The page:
COLORADO SPRINGS — There’s still a lot of work to do, but Colorado is slowly but surely moving forward and working to rebound from a difficult 2020.
Many professionals as well as hopeful brides and grooms were thrown for a loop this season, many not knowing if they could go ahead with their special days.
These days wedding photographer Cassidy Osborne, of Cassidy Brooke Photography, is loading up her film and spending extra time with her family.
“I used to do like 25 weddings a year, but I joke as I add children, I take away weddings,” Osborne laughed.
Osborne and her husband have two boys and a little girl.
She does about 15 weddings a season and had already bought $4,000 worth of film for 2020. This time of year she’d typically spend a lot of time taking pictures on the weekends and editing during the week. But with the pandemic, things have slowed down. A lot of brides turning to elopements, micro-weddings and a couple of her couples outright canceled.
"That was tough because although it’s not industry standard to give back money, we just felt like it was the right thing to do. So, we (she and her husband) refunded a lot of money, $8,000 we refunded to people,” Osborne said.
Others brides and grooms though are rescheduling and looking ahead to 2021.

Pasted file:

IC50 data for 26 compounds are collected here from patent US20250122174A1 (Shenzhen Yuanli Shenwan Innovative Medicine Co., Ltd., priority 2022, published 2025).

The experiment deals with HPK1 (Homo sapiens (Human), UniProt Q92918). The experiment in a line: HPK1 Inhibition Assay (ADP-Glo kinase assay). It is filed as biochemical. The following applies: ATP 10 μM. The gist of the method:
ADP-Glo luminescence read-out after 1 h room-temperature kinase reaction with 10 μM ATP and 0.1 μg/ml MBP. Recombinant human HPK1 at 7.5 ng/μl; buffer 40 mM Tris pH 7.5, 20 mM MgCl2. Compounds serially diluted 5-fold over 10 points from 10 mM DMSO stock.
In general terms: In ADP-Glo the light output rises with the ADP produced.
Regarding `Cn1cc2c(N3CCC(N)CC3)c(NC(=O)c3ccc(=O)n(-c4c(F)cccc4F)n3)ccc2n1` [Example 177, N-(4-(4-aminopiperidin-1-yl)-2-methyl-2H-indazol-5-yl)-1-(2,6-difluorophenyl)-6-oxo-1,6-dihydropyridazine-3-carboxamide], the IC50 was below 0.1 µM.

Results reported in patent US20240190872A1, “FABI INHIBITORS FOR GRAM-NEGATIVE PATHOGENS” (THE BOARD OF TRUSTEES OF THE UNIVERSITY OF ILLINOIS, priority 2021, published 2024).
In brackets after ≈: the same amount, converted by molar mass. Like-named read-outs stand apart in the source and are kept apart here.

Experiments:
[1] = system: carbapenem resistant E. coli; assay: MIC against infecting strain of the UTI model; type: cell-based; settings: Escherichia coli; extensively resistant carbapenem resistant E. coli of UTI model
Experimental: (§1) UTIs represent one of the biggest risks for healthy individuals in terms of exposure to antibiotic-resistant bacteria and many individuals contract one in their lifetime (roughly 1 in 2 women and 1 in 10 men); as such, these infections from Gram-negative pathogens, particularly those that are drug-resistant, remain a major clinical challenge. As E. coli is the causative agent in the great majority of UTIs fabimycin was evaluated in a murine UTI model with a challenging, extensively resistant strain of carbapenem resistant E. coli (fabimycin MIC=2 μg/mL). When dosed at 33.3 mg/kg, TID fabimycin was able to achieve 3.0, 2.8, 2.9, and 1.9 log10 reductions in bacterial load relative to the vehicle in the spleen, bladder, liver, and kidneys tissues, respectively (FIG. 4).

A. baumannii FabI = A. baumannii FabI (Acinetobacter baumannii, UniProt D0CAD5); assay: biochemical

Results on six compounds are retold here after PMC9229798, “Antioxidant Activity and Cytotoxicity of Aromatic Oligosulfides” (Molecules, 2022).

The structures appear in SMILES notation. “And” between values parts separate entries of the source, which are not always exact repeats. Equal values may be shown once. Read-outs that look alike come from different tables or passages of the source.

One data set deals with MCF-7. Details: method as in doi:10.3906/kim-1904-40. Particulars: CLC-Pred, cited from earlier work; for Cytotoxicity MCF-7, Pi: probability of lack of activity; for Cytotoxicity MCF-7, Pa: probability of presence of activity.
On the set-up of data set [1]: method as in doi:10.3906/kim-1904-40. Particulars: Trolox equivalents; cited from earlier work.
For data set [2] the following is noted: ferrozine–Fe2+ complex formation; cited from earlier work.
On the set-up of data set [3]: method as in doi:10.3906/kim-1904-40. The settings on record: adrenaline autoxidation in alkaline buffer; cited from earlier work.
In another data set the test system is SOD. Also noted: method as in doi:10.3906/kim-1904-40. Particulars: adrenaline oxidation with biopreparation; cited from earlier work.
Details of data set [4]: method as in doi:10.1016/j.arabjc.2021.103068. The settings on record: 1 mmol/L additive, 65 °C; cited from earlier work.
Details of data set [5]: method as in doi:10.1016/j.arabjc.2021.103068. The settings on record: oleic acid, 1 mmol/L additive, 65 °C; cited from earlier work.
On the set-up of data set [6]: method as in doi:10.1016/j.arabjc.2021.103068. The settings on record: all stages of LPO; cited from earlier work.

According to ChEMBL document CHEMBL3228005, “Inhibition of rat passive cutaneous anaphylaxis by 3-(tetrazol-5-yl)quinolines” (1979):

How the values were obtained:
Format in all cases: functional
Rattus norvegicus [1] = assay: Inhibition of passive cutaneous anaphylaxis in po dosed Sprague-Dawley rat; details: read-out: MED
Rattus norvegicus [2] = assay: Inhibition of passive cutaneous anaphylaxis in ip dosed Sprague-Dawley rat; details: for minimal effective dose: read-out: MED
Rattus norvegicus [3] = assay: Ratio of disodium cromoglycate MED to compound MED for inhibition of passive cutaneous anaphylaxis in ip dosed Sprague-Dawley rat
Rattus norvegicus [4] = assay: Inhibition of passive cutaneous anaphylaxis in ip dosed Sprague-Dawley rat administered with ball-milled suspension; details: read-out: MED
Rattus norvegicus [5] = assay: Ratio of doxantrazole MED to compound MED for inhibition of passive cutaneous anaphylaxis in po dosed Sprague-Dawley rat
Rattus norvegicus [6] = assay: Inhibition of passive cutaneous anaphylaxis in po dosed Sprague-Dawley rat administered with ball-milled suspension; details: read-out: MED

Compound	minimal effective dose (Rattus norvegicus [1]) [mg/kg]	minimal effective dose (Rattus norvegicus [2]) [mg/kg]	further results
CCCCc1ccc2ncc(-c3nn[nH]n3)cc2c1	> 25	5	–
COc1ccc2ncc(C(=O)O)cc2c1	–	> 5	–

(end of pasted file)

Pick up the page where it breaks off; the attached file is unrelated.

“Even if we wanted to cut it down to wedding party and family we still may not be able to have that (and travel to Vail), so we thought we’d try it again next year,” said Kaitlin Kennedy, who is rescheduling her wedding to next year.
She and her fiancé live in Texas and scheduled a destination wedding to Vail with Osborne as their photographer.
“We definitely say we will never forget our engagement and our wedding season is truly unique. Try to find positive and try not to get too overly stressed,” Kennedy said.
Kennedy added her vendors were so accommodating to the change, but some sadly won’t be around next year, “Unfortunately, some of my favorite vendors like for our plates and napkins they have gone out of business that was hard. Because you kind of form connections with them.”
Osborne said it’s a tough time to be in the business of love, “What’s tricky is that a lot of weddings are being postponed, the income I would have made in 2020 is gonna be completed, but my portion of it to work is gonna be followed up through next year.” This means she’ll have to work twice as hard next year.
Already with the governor’s new orders some brides are going back to their original 2020 summer dates.
Osborne said she’s also fortunate at the advice of her accountant late last year to make her business “incorporated.” That way she is an employee of Cassidy Brooke Photography and is eligible for unemployment. But she said she’s applied twice and still hasn’t received any benefits. Fortunately she said her husband’s company is doing okay right now.
She’ll keep working to make the most of a bad situation and will keep smiling behind the camera, ready to capture life’s moments, even though they may look a little different right now.
“Next year is gonna be a whole different ballgame,” Osborne said.
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